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Chapter 3: What influences the amount of solar radiation?

Chapter 4

What parts of solar radiation are measured?

The total or global solar radiation striking a collector has two components, direct beam radiation and diffuse radiation. Additionally, radiation reflected by the surface in front of a collector contributes to the solar radiation received. But unless the collector is tilted at a steep angle from the horizontal and the ground is highly reflective (e.g., snow), this contribution is small.

As the name implies, direct beam radiation comes in a direct line from the sun. For sunny days with clear skies, most of the solar radiation is direct beam radiation. On overcast days, the sun is obscured by the clouds and the direct beam radiation is zero.

Diffuse radiation is scattered out of the direct beam by molecules, aerosols, and clouds. Because it comes from all regions of the sky, it is also referred to as sky radiation. The portion of total solar radiation that is diffuse is about 10% to 20% for clear skies and up to 100% for cloudy skies.

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Some of the solar radiation entering the earth's atmosphere is absorbed and scattered. Direct beam radiation comes in a direct line from the sun. Diffuse radiation is scattered out of the direct beam by molecules, aerosols, and clouds. The sum of the direct beam, diffuse, and ground-reflected radiation arriving at the surface is called total or global solar radiation.

The type of data needed and the funds available help determine the number and kinds of instruments used at a site to measure solar radiation. A complete solar radiation monitoring station has instrumentation for measuring three quantities: Measuring all three quantities provides sufficient information for understanding the solar resource and for rigorous quality assessment of the data. Any two of the measured quantities can be used to calculate a range of acceptable values for the third. Many monitoring stations also have equipment for measuring solar radiation on tilted and tracking surfaces and for measuring meteorological parameters such as ambient temperature, relative humidity, and wind speed and direction.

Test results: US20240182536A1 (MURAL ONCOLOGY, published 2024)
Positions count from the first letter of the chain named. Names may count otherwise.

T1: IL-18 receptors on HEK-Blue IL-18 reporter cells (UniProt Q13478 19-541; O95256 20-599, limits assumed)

A station with a lower level of funding may only measure two quantities; the third is calculated. For example, the direct beam component can be derived by subtracting the diffuse radiation from the global radiation and applying trigonometric relationships to account for the position of the sun. The trade-off for this approach is that the calculated direct beam data are less accurate than if the direct beam data were measured.

Historically, many stations have measured only the global radiation on a horizontal surface. This necessitates calculating both the diffuse and direct beam solar radiation, which results in less accurate values for these two quantities than if they were measured.

In the absence of any solar radiation measurements, we employ models using meteorological data such as cloudiness and minutes of sunshine to estimate solar radiation. Although much less accurate, this is often the only option we have for locations where solar radiation is not measured. Cloudiness data are based on observations by a trained meteorologist, who looks at the sky and estimates the amount of cloud cover in tenths. A clear sky rates a cloud cover value of 0 tenths, and an overcast sky rates a cloud cover value of 10 tenths. Minutes of sunshine are recorded by an instrument that measures the time during the day when the sun is not obscured by clouds.

To investigate the spectral distribution of solar radiation, an instrument called a spectroradiometer measures the solar radiation intensity at discrete wavelengths. Spectroradiometers are complex and relatively expensive instruments, and their operation and maintenance require significant effort. Consequently, spectroradiometers are not routinely used for long-term data collection. Rather, they help establish data bases that have sufficient information to validate models that predict the spectral distribution based on meteorological data and the position of the sun.

Chapter 5: How do we use solar radiation data?

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